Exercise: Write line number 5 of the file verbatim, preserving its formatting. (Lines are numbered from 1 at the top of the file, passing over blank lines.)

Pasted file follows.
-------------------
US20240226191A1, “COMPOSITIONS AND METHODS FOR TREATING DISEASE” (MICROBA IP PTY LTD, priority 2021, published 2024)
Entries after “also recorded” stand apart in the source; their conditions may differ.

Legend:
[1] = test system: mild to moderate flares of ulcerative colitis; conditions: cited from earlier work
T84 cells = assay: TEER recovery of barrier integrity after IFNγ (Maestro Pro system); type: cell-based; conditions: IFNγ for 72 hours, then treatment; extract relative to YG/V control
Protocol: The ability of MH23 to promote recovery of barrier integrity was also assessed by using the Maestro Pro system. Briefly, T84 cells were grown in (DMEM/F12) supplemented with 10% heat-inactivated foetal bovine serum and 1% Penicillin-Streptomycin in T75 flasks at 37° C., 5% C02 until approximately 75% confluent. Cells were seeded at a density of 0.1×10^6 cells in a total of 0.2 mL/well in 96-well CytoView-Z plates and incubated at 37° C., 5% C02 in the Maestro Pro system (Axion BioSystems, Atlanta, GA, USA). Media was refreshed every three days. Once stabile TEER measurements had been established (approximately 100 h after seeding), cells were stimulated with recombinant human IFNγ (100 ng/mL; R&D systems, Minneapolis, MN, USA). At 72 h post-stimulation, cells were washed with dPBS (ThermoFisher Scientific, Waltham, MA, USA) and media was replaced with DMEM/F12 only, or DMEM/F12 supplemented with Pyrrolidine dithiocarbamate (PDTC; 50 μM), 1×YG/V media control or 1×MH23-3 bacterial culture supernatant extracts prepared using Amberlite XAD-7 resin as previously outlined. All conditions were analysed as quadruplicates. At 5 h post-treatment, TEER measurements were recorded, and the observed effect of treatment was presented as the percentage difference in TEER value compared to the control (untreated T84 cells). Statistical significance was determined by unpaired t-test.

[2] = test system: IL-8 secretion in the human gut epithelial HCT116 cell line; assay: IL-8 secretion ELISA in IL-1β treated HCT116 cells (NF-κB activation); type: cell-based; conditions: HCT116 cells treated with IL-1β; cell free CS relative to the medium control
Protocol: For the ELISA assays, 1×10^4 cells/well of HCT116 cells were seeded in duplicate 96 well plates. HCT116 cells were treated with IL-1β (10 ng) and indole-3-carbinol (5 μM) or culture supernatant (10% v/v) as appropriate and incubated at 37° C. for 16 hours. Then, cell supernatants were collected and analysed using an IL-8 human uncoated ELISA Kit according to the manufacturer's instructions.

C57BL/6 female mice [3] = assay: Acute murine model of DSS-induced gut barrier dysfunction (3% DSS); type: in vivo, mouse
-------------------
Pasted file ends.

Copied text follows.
T84 cells = assay: TEER recovery of barrier integrity after IFNγ (Maestro Pro system); type: cell-based; conditions: IFNγ for 72 hours, then treatment; extract relative to YG/V control